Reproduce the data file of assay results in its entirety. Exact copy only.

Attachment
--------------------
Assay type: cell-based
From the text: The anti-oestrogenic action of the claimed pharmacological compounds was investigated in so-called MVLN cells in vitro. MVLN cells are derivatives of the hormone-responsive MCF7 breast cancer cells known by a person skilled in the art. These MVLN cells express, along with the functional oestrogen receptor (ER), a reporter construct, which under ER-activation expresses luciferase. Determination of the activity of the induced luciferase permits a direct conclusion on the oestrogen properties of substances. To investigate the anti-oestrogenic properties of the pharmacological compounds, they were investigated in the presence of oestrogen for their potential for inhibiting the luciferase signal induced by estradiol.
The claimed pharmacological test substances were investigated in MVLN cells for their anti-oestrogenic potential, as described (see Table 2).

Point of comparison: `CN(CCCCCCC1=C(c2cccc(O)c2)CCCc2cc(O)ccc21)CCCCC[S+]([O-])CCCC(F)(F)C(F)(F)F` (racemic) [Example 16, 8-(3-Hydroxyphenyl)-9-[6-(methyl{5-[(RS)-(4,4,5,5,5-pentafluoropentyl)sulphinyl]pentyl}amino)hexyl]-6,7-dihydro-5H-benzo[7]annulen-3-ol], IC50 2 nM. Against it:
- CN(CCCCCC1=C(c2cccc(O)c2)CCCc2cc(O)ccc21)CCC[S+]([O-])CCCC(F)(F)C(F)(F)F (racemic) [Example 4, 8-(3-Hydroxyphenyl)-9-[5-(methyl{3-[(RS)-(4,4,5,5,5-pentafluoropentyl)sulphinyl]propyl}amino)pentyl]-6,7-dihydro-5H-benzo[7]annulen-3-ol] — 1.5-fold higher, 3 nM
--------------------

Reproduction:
Assay type: cell-based
From the text: The anti-oestrogenic action of the claimed pharmacological compounds was investigated in so-called MVLN cells in vitro. MVLN cells are derivatives of the hormone-responsive MCF7 breast cancer cells known by a person skilled in the art. These MVLN cells express, along with the functional oestrogen receptor (ER), a reporter construct, which under ER-activation expresses luciferase. Determination of the activity of the induced luciferase permits a direct conclusion on the oestrogen properties of substances. To investigate the anti-oestrogenic properties of the pharmacological compounds, they were investigated in the presence of oestrogen for their potential for inhibiting the luciferase signal induced by estradiol.
The claimed pharmacological test substances were investigated in MVLN cells for their anti-oestrogenic potential, as described (see Table 2).

Point of comparison: `CN(CCCCCCC1=C(c2cccc(O)c2)CCCc2cc(O)ccc21)CCCCC[S+]([O-])CCCC(F)(F)C(F)(F)F` (racemic) [Example 16, 8-(3-Hydroxyphenyl)-9-[6-(methyl{5-[(RS)-(4,4,5,5,5-pentafluoropentyl)sulphinyl]pentyl}amino)hexyl]-6,7-dihydro-5H-benzo[7]annulen-3-ol], IC50 2 nM. Against it:
- CN(CCCCCC1=C(c2cccc(O)c2)CCCc2cc(O)ccc21)CCC[S+]([O-])CCCC(F)(F)C(F)(F)F (racemic) [Example 4, 8-(3-Hydroxyphenyl)-9-[5-(methyl{3-[(RS)-(4,4,5,5,5-pentafluoropentyl)sulphinyl]propyl}amino)pentyl]-6,7-dihydro-5H-benzo[7]annulen-3-ol] — 1.5-fold higher, 3 nM